On May 4, 2013, the Solar Impulse completed the first leg of its historic trip across America and successfully launched the “Clean Generation” initiative – the first crossing of the United States by a solar-powered airplane capable of flying day and night. Pilot Bertrand Piccard departed Moffett Airfield at NASA’s Ames Research Center at 6:12 AM PDT and arrived at Phoenix Sky Harbor International Airport, 18 hours and 18 minutes later, at 12:30 AM MST. “We’ve been dreaming about crossing the United States for years – land of scientific research, innovation and aviation pioneers – and it’s hard to believe it’s really happening.” said André Borschberg and Bertrand Piccard. “We are thrilled to have safely and successfully completed this first leg and we weren’t alone: thousands of names of our supporters virtually accompanied us. With them, we launched the “Clean Generation” initiative promoting clean technologies.” This was the first of five legs that will lead the project’s co-founders, Bertrand Piccard and André Borschberg, to alternately fly the Solar Impulse coast-to-coast from California to New York. The “Clean Generation” initiative is a global awareness-raising movement advocating for greater investment in innovative technologies for sustainable energy production and use.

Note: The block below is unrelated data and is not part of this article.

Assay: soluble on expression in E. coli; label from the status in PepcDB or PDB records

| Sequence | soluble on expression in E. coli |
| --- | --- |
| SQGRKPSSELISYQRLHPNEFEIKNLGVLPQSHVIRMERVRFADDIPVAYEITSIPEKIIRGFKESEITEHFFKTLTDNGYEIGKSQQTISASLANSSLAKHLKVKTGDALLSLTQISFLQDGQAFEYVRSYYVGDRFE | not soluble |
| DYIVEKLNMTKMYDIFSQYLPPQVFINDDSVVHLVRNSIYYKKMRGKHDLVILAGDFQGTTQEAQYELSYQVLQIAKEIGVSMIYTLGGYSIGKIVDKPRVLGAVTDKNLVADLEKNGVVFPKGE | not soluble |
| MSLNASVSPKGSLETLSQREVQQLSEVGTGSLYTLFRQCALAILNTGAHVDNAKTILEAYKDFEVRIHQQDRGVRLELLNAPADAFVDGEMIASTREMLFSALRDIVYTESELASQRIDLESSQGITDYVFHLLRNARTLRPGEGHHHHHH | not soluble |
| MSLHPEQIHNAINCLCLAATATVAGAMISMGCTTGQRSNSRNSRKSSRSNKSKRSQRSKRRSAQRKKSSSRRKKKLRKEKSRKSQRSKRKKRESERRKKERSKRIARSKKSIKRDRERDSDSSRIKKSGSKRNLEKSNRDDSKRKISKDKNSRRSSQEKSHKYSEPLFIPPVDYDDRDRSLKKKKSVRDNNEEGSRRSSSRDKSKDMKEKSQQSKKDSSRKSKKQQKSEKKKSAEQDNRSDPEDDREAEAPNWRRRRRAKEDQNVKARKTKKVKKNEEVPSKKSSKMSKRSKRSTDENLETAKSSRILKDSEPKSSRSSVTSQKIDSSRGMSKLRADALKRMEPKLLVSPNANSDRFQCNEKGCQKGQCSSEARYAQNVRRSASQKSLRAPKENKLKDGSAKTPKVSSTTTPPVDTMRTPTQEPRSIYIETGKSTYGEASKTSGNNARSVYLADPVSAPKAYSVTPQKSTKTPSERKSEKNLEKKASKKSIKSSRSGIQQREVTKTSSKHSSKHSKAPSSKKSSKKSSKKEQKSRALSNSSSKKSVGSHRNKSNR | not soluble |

Flight Report: San Francisco – Phoenix
Pilot: Bertrand Piccard
Take-off time: May 3, 2013 6:12 AM PDT
Time of landing: May 4, 2013 12:30 AM MST
Flight duration: 18 hours 18 minutes
Average ground speed: 35.28kts
Highest altitude reached: 21,000 ft
Average altitude: 10,000 ft
Flight distance: 747.5 miles
About Solar Impulse
Swiss pioneers Dr. Bertrand Piccard (Chairman) and André Borschberg (CEO) are the founders, pilots and the driving force behind Solar Impulse, the first airplane that can fly day and night without fuel. Solar Impulse is a unique adventure that aims to bring emotions back at the heart of scientific exploration, a flying laboratory to find innovative technological solutions for today’s challenges and a vision to inspire each of us to be pioneers in our everyday lives.
Solar Impulse has the wingspan of a Boeing 747 (208 ft) and the weight of a small car (3,527 lbs). It is the result of seven years of intense work, calculations, simulations and tests by a team of about 80 people and 100 partners and advisors. The 12,000 solar cells built into the wing provide four 10HP electric motors with renewable energy. By day the solar cells recharge the lithium batteries which allow the Solar Impulse to fly at night.
The primary purpose is not to revolutionize aviation, but the way in which people think about energy and clean technologies. If Solar Impulse technologies were used on a massive scale, the world would be able to save up to 50% of the current consumption of fossil energy.
The team is currently building a second airplane which should be ready for test flights in summer 2014, and they are also planning a round-the-world tour scheduled for 2015.
Thanks to the Solar Impulse team for providing the information.